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11 April 1915 – American Neutrality

Above: the interned Prinz Eitel Friedrich in 1917, after conversion into the American troopship SS Baron von Steuben

Today, Count Johann Heinrich Graf von Bernstorff, the German ambassador to the United States and Mexico, publishes a diplomatic memorandum in American newspapers. Thanks to Bernstorff’s public relations savvy, America’s newspapers have already buzzed about the document for three days without publishing the full text. It is a complaint from His Majesty’s government accusing America of false neutrality and favoritism, rejecting President Woodrow Wilson’s efforts to change British blockade policy. And as Bernstorff surely knows, the memorandum coincides with a redoubled campaign of secret sabotage against the United States.

Both the memorandum and its publication have been driven by the interning of two German auxiliary cruisers. Korvettenkapitän Max Therichens finally surrendered the Prinz Eitel Friedrich at Newport News three days ago; the Kronprinz Wilhelm sails into Virginia waters today to capitulate, her crew out supplies and suffering from malnutrition. Throughout the crisis, Berlin has been in touch with Bernstorff and both ships by radio. Nothing about this affair is a coincidence.

Wilson (left) and his cabinet in 1915. Secretary of State William Jennings Bryan sits third from the left

Wilson (left) and his cabinet in 1915. Secretary of State William Jennings Bryan sits first on the right side of the table

The Kaiser is particularly angry that Wilson won’t do more to insist on America’s right to deliver food to Germany, where rationing is already an unwelcome new way of life. His government has no suggestions how to achieve this breakthrough, given Britain’s absolute dominance of all seaborne trade routes to Germany. Charging that Wilson’s government has surrendered on principle and “accepted England’s violations of international law,” the memorandum also points out that American munitions are flowing to allied ports and killing Germans. Underlining this perceived hypocrisy, it even quotes Wilson’s August 1913 announcement of an arms embargo on neighboring Mexico, then in the throes of civil war:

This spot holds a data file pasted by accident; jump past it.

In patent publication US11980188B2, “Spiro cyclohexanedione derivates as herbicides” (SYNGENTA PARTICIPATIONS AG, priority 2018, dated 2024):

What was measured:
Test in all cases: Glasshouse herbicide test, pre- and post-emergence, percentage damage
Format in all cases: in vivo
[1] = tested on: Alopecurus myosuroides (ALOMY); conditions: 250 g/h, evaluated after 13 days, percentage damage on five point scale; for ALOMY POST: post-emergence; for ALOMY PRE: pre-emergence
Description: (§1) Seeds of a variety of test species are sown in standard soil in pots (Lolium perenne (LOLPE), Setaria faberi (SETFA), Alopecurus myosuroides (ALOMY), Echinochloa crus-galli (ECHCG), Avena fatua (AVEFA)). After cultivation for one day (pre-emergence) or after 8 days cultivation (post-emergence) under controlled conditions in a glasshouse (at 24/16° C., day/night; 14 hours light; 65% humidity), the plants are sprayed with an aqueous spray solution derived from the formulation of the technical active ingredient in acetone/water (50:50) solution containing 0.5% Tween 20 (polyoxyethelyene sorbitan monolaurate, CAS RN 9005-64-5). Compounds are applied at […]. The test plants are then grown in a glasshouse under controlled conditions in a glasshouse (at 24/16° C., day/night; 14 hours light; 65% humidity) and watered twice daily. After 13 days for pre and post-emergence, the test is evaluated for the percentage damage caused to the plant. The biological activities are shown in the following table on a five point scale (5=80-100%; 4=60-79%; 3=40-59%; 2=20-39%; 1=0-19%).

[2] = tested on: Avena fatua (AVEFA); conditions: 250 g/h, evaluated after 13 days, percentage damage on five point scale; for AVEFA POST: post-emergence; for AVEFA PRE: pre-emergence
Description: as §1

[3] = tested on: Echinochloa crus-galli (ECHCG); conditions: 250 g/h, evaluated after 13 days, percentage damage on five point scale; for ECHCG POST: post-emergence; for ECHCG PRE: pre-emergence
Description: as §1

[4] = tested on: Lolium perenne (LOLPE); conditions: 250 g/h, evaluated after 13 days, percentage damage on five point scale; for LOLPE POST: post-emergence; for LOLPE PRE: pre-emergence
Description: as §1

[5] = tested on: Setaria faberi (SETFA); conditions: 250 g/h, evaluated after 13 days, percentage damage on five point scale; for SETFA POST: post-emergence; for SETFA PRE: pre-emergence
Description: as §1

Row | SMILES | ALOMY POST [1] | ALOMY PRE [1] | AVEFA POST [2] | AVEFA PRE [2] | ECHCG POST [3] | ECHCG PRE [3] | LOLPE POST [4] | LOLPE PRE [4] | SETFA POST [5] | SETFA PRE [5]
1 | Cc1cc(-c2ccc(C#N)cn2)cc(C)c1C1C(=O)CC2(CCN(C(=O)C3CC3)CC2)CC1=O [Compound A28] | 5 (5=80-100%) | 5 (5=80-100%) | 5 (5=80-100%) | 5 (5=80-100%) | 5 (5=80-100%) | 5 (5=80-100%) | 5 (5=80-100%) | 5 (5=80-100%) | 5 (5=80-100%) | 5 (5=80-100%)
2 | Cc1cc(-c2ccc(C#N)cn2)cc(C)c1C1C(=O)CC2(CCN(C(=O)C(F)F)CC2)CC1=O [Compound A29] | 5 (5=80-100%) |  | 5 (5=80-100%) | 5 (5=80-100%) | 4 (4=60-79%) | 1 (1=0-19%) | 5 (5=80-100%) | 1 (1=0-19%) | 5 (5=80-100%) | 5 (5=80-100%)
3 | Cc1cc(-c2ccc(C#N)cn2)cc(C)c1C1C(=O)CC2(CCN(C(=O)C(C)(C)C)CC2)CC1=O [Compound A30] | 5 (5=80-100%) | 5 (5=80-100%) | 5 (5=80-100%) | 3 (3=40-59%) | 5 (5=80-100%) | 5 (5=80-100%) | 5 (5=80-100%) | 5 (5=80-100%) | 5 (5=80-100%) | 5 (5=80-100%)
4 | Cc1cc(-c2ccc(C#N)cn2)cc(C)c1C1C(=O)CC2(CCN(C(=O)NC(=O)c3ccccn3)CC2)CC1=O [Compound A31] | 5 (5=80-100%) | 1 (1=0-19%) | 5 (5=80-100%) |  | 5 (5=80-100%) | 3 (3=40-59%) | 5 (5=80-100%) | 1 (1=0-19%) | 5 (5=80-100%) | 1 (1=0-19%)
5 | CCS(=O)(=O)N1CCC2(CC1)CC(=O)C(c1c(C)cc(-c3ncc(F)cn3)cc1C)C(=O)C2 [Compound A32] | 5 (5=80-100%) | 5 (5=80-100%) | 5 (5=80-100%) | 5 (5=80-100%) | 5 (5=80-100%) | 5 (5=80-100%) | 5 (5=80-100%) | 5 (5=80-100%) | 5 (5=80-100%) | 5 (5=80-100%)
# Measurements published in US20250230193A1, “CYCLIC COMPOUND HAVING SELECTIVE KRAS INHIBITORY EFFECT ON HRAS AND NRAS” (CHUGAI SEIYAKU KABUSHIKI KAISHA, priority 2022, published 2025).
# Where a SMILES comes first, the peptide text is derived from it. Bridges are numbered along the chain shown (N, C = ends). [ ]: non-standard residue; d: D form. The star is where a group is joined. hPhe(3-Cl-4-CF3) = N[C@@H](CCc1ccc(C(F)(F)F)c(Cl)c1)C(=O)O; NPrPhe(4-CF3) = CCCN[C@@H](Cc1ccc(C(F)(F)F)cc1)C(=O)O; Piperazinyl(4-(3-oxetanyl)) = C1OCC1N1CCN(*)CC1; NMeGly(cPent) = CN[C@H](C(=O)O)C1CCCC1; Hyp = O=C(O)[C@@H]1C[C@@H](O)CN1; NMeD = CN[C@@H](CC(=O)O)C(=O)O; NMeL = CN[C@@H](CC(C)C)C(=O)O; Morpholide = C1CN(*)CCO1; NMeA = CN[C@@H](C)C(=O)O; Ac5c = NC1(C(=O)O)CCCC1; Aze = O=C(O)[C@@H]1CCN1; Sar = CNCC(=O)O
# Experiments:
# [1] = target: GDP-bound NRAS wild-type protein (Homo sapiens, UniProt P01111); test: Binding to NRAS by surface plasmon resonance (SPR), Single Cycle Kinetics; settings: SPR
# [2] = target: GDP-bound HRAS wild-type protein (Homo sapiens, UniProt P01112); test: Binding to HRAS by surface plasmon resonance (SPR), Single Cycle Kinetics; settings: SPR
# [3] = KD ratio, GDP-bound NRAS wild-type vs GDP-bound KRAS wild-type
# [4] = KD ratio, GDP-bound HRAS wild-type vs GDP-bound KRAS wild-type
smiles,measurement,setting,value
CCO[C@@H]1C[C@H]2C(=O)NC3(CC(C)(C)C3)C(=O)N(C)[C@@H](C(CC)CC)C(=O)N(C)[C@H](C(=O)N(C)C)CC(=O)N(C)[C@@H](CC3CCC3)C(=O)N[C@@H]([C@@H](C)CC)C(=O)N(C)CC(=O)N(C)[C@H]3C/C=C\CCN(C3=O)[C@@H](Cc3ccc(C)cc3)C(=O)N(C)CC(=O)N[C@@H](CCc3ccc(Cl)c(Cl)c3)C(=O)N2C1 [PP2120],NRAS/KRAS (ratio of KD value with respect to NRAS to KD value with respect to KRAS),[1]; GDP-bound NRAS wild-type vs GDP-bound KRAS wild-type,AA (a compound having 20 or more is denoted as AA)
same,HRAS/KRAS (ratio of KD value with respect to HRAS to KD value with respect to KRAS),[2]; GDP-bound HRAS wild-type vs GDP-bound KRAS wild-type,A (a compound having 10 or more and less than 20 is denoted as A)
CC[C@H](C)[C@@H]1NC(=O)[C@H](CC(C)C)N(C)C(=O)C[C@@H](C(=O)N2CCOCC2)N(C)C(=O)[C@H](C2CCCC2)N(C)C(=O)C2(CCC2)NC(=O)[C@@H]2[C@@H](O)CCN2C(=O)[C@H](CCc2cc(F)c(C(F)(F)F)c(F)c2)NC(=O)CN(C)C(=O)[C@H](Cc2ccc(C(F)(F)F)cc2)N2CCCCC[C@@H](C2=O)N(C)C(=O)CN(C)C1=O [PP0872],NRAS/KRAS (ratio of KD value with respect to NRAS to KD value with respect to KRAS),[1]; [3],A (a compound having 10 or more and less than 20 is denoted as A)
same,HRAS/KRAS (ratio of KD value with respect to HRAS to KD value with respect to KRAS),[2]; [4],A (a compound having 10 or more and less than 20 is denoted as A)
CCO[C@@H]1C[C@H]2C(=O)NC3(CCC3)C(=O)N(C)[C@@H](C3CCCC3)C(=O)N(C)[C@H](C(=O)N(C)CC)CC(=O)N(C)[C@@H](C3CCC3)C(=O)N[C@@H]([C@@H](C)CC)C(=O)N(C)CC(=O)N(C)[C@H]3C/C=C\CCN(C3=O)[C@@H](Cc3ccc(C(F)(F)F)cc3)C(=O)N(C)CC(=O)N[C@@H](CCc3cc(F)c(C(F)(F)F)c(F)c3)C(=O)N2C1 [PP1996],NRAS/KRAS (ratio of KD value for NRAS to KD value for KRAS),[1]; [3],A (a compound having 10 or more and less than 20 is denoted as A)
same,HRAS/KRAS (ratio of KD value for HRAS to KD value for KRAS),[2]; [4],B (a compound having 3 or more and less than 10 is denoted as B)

I shall follow the best practice of nations in the matter of neutrality by forbidding the exportation of arms of munitions of war of any kind from the United States to any part of the Republic of Mexico — a policy suggested by several increasing precedents and certainly dictated by many manifest considerations of practical expediency. We cannot in the circumstances be partisans of either party to the contest that now distracts Mexico, nor constitute ourselves the virtual umpire between them.

In that speech, Wilson was responding to a law which predated his administration, but this point is elided from Germany’s complaint. Moreover, it is not the only time Bernstorff will manipulate the American press for maximum psychological impact. On May 1st, he also publishes a warning for Americans to avoid sailing on British ocean liners, specifically naming the Lusitania. With Germany’s surface threat to commerce practically evaporated, the true purpose of today’s manipulative memorandum is to justify the Imperial German Navy’s two-month old policy of unrestricted U-boat warfare against allied and neutral shipping. There will be blood.

Below: film of Wilson and Bryan in happier times.

Despite Bernstorff’s open opposition to his country’s use of unrestricted submarine warfare, his public relations efforts annoy columnists and editors across America — and corrode public opinion right along with them. Given Bernstorff’s role in oversight of German espionage and covert activities in the United States, including plans to drag America into a war with Mexico, this may well have been the intended outcome. Of course, diplomatic protocols normally aren’t so public, either, as the American Spectator points out this month in denouncing the memorandum’s “insulting” tone.

Count Bernstorff, with his superb talent for bungling, has met the indignation he has aroused by explaining that his strictures were unexceptionable since they were contained in a “Memorandum” and not in a “Note.” As though one should say that an insult was not an insult if it were written on a postcard and not in a letter.

Secretary of State William Jennings Bryan is already at work on America’s diplomatic reply, but he feels increasingly hemmed-in by competing and irreconcilable demands. Due to Britain’s naval power, domination of financial and insurance markets, and America’s lack of a merchant marine, President Wilson is unwilling to challenge British policy in any meaningful way, and the nation’s fragile economic recovery would end if it were cut off from British markets and resources. Yet Germany’s increasing belligerence, especially among her U-boat captains, is putting the upstart empire on a collision course with Washington, DC.

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A 1917 photograph of the changing optics around the American president as the nation entered the war